Sam Amidon has never shied away from testing the patience of his listener. His music relies on people being happy to commit to takes on timeless, traditional Americana and folk pieces. He meanders and dawdles, letting the old songs drift through loose arrangements and spacious textures. But even taking all of this into consideration, Lily-O is a particularly subtle listen, finding Amidon at his most downbeat in years, especially juxtaposed with last year's comparatively svelte and zippy Bright Sunny South.
The album’s title track is one of Amidon’s most testing demands of patience to his listener, and one of the boldest displays of confidence in the ability of even his most skeletal performances to bring the listener along with him. It sprawls languidly over eight minutes, smack in the middle of the record. It begins with a section of a capella, before slowly, slowly, slowly edging in soft rhythmic flourishes, stabbing bass notes, and crisp guitar chords beneath the cyclical melody.
It’s as aimless as Amidon’s performances get; its progression glacially gradual, with wandering improvisations replacing his purposeful guitar work. As components come to the fore of the textures only to melt slowly away, it’s an expansive and engrossing piece, delivered with the subtlest of shadowy touches. It demands your attention, without exactly bending over backwards to command it. But for the committed listener, it’s the sort of reimagining of tradition at which he excels – a folk performance in one of the truest senses of the word.
Across all of Lily-O, Amidon displays a much more dulled instinct for melody than on recent albums. Songs like ‘Down the Line’, aside from sticking to the heel-dragging tempo in which most of the album operates, sees Amidon wail his way through, long, unchanging, sustained notes, rather than rattling through hyper-syllabic Americana sing-alongs. Even his fingerpicking sings less than usual – with a less-is-more approach to repetition and silence replacing his typical scattering of melodic flourishes.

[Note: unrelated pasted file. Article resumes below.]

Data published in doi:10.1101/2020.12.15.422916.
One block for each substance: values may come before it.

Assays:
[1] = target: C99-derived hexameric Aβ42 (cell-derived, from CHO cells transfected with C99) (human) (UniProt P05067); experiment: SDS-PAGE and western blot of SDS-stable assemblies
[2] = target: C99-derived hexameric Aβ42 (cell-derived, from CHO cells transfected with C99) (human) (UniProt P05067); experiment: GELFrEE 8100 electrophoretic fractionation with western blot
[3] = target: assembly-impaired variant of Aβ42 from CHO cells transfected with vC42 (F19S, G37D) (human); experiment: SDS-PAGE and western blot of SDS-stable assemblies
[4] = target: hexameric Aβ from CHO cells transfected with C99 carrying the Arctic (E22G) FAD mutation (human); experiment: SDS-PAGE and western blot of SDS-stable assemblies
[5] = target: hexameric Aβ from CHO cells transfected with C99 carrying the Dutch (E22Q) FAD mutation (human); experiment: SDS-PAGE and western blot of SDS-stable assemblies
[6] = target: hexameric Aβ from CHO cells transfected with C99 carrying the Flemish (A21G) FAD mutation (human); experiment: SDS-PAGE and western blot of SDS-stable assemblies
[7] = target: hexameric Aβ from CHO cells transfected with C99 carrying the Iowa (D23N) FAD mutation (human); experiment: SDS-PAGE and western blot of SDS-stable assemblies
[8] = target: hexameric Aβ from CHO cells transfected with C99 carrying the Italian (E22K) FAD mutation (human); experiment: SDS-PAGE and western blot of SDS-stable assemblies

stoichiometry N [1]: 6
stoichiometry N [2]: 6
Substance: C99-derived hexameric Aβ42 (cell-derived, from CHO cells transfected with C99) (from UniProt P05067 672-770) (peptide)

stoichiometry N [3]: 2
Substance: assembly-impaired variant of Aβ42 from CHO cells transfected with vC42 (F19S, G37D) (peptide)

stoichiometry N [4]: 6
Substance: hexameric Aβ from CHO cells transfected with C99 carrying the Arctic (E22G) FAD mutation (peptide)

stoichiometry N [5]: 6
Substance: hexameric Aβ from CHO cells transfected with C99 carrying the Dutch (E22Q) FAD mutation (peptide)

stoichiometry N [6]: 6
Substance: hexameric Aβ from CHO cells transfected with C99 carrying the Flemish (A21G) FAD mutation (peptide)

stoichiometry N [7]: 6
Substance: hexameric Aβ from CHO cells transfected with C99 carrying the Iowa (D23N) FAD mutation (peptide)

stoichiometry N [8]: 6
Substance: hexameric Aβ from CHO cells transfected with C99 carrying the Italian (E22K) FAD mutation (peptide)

There are two aspects to Lily-O which raise it from the potential of being a dour, monochromic listen. The first is simple enough: he’s wise enough not to push his luck on our patience too unflinchingly, and counterbalances the heaviest-going stuff with rollicking ditties like the charming ‘Pat Do This’ and opening track ‘Walking Boss’. The other reason is equally simple and eloquent: the attention to detail in the spacious arrangements makes the songs so richly drawn that you’re disposed towards putting in the effort required to inhabit the songs properly, and letting Amidon lead you into his indulgences, no matter how languidly he holds your hand.
At this point in his career, we know, for better or worse, what to expect from a new Amidon record. Lily-O makes no apology for settling comfortably into the rest of his discography. It’s the album of someone comfortable with their performance, and confident in their audience. Along with being his most downtrodden album in a while, it’s also possibly his most mature – with faintly gimmicky overhauls of stuff like Mariah Carey a thing of the past. He trusts in the strength of his lived-in arrangements and, on another album of beautifully detailed folk songs, he’s absolutely right to do so.
7Russell Warfield's Score